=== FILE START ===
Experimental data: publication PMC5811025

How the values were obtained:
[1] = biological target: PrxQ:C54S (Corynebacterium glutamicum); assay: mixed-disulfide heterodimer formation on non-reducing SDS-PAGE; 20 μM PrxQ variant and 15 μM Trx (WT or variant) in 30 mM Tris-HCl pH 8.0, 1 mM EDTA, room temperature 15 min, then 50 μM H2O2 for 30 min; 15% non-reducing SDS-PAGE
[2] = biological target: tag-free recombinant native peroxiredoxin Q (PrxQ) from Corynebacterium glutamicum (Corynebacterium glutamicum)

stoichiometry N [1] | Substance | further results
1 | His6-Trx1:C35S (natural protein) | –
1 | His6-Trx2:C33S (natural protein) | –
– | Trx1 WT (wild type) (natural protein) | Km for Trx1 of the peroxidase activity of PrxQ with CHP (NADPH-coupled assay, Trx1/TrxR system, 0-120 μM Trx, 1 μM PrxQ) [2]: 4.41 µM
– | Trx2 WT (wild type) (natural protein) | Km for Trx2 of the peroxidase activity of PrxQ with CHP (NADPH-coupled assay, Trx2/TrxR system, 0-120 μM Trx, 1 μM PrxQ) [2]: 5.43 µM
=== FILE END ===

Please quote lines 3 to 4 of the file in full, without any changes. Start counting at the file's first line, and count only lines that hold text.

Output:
[1] = biological target: PrxQ:C54S (Corynebacterium glutamicum); assay: mixed-disulfide heterodimer formation on non-reducing SDS-PAGE; 20 μM PrxQ variant and 15 μM Trx (WT or variant) in 30 mM Tris-HCl pH 8.0, 1 mM EDTA, room temperature 15 min, then 50 μM H2O2 for 30 min; 15% non-reducing SDS-PAGE
[2] = biological target: tag-free recombinant native peroxiredoxin Q (PrxQ) from Corynebacterium glutamicum (Corynebacterium glutamicum)